Sting’s Back With Bass !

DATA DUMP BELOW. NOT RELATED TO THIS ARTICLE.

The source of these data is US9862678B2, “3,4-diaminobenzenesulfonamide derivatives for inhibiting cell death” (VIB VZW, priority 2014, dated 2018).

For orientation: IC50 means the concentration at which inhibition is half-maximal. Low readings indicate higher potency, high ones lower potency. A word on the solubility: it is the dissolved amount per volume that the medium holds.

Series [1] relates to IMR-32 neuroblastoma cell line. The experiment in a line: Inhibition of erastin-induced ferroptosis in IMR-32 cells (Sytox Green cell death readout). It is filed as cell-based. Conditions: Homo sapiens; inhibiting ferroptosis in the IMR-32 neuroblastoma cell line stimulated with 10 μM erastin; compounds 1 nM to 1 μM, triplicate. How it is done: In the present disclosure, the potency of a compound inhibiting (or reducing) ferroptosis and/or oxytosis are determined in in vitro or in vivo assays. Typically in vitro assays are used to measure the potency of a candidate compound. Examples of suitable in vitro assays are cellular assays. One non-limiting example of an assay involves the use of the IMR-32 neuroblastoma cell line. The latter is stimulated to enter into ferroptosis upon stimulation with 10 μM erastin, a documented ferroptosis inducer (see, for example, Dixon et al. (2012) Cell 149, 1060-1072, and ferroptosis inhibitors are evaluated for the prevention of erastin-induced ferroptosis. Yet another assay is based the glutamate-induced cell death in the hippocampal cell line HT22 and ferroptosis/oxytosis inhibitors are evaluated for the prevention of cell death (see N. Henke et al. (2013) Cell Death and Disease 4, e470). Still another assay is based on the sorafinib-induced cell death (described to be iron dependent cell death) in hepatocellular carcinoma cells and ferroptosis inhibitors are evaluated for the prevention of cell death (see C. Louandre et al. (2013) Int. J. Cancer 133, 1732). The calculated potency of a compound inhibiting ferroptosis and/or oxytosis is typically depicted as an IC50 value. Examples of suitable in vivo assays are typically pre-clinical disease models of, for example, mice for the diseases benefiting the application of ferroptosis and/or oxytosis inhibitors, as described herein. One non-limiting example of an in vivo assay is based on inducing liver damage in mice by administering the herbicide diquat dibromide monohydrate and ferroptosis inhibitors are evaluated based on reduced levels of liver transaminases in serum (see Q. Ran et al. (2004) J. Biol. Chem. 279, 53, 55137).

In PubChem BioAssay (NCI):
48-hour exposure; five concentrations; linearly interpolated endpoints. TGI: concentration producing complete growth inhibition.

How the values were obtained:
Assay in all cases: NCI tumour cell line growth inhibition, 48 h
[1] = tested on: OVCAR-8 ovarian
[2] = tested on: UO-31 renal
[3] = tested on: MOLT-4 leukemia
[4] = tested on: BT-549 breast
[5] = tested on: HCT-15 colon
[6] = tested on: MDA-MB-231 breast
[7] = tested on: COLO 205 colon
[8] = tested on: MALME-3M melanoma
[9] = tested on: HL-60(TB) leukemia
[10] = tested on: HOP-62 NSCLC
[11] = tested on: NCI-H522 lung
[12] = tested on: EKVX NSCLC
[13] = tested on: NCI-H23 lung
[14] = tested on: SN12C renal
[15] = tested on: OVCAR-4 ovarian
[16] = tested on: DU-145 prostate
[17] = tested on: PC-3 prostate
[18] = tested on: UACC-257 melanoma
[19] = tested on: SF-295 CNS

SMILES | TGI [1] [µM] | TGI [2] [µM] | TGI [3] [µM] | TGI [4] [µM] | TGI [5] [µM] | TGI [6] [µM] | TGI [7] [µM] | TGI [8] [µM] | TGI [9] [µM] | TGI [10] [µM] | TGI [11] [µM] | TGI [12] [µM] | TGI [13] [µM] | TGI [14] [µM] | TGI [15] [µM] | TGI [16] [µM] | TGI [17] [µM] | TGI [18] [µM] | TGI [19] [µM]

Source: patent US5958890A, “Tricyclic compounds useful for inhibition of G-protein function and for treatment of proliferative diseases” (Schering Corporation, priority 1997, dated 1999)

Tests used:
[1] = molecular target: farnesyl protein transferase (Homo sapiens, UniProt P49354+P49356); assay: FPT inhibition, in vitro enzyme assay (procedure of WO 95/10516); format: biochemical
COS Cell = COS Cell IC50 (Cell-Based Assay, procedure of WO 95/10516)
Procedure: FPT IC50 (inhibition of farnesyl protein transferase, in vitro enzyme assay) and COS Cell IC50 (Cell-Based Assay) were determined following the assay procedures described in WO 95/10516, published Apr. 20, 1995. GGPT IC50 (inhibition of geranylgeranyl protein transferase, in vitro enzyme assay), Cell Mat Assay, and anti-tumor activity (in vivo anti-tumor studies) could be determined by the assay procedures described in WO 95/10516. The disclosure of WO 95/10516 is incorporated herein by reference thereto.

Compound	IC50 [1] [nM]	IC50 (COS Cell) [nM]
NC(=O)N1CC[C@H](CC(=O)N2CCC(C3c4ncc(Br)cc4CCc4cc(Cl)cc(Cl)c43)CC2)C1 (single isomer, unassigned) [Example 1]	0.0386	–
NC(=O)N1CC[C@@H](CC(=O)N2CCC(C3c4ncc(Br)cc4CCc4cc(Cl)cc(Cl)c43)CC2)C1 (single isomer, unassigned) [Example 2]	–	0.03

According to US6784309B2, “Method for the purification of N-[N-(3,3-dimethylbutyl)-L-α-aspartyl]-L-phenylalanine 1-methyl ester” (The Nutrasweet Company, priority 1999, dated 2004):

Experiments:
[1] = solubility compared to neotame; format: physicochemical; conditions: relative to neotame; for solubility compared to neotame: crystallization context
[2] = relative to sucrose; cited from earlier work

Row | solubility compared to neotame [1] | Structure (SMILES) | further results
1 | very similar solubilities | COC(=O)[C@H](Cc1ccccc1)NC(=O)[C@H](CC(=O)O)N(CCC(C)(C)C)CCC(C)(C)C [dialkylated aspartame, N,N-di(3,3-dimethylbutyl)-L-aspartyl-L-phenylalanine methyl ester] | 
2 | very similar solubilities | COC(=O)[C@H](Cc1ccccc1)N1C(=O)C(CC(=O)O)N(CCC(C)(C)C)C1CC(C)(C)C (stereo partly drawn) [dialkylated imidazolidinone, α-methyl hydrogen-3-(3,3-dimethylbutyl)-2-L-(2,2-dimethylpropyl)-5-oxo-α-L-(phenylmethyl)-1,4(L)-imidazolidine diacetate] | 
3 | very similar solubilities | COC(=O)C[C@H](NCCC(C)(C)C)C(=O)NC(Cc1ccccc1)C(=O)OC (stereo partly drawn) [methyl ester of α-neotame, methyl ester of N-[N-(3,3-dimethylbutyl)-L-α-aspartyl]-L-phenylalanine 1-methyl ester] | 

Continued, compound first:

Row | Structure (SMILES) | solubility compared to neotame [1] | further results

As he’s done with past configurations, he’s reinvented his songs to encompass whatever style he feels at the moment, and been very good at treating his audiences to new experiences every time out with imaginative arrangements that always inject new, unexpected twists. Sting is not afraid to try anything new, in his view nothing in life is worthwhile if it does not have some risk. So many people I know are one degree of separation from this extraordinary talented man who’s music and lyric’s I have enjoyed over the years and the man who’s given so much back with his music. Sting move’s the audience with his awe-inspiring bass playing which is the central focus of the show. It is worth it, and you are spellbound by the magic the gift that this man was given and the generosity with which he share it with the ever appreciative audience. The band is made up of Vinnie Colaiuta, whom Sting referred to as “a drummer’s drummer,” father-son guitarists Dominic and Rufus Miller, Jo Lawrie on violin and backup vocals and Peter Tickell on violin and mandolin. This is what I like and love about Sting he is not afraid to mix it up and see what happens. At the core of any great musician is the ability that without effort everything blends into acoustic harmony. I personally would have loved to have seen what Sting would have done with two sitars on stage with him but then that is me when it comes to music wondering what if. Sting also can make you wonder about yourself and took me back to a film I had just seen The Untitled Work of Paul Shepard written and directed by Jeremy Lalonde about something Sting brought up “emotional annihilation” as the root behind the male fear of commitment, and while I listen to the music my mind wonders about what Sting just said and all of a sudden you are left measuring yourself with the man on the stage who it seems is always giving, growing, experimenting, caring and who’s no ordinary rocker. Later in the evening I shared some ideas about Sting with a friend and he responded “I know Sting and his family well they are great people”. The world is small and yet again I find myself one degree of separation from Sting. The adventure of discovery never ends for Sting and My Name is Khan.

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